Matt Hawkins' conceit for this series couldn't be more timely. Hawkins makes his own religious and political leanings clear enough in his afterword to this first issue but the story itself is not quite so clear as to where our sympathies should lie, save that they should not rest with the money-changers who have taken over the temples. Both FBI agents - the skeptic and the believer - are presented as men concerned with doing their jobs and following the law, even if they disagree upon Samaritan's ultimate goals and the means used to achieve those ends.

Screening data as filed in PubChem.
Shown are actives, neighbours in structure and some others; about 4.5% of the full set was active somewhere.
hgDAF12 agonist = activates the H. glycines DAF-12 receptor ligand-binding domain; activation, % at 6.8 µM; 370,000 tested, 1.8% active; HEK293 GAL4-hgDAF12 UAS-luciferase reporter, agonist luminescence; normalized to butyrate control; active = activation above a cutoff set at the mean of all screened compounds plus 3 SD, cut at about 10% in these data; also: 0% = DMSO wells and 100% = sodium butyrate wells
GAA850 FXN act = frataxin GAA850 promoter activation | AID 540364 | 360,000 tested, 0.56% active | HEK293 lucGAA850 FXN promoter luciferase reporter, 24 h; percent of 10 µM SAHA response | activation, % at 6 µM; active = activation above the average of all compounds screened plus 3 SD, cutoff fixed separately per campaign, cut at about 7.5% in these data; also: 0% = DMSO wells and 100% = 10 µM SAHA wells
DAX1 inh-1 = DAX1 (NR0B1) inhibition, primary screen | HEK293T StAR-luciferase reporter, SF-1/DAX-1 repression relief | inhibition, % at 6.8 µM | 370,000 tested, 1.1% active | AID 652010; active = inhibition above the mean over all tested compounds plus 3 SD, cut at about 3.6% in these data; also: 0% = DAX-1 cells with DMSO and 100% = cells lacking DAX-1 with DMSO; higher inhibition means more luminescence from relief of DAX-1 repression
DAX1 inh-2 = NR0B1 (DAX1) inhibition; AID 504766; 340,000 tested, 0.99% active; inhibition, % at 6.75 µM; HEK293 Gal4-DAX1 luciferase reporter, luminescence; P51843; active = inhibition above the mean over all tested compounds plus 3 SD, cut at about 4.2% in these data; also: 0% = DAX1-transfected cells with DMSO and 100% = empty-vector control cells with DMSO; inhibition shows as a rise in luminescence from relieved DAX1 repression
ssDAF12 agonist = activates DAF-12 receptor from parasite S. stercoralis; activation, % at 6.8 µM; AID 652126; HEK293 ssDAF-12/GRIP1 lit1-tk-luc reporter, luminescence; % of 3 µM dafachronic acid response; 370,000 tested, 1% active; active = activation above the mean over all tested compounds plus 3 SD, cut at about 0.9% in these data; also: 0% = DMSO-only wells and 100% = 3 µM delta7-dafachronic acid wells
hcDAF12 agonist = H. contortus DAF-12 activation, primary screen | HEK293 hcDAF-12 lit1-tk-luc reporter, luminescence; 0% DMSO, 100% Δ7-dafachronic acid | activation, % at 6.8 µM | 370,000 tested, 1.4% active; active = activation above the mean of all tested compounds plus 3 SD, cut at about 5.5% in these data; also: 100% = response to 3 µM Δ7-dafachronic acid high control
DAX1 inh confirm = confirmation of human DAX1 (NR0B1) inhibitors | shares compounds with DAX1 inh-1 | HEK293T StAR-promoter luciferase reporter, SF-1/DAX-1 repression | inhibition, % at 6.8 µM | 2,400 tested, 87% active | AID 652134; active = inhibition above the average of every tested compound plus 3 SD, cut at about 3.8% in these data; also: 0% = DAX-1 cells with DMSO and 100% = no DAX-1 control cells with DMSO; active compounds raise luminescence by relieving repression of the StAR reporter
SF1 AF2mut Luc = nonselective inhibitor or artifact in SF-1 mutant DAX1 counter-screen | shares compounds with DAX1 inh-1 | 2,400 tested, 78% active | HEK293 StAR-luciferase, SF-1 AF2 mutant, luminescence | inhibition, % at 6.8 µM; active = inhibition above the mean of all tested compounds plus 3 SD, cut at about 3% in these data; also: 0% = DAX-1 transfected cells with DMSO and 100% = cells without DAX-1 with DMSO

Even Samaritan itself is not entirely presented as a positive entity, with some members being presented as good people trying to fight corruption but others shown as being scornful of religion in general and not just corrupt churches. It's an unexpected bit of moral complexity in what I thought was going to be a simple modern-day Robin Hood story. I hope we'll continue to see this level of writing in the issues to come.
The artwork by Rashan Ekedal serves the story well. Ekedal's style is streamlined but effective, managing a nice balance between complex line work in the close-ups and simplicity in its far shots. And the colors by Bill Farmer are well suited to their respective scenes.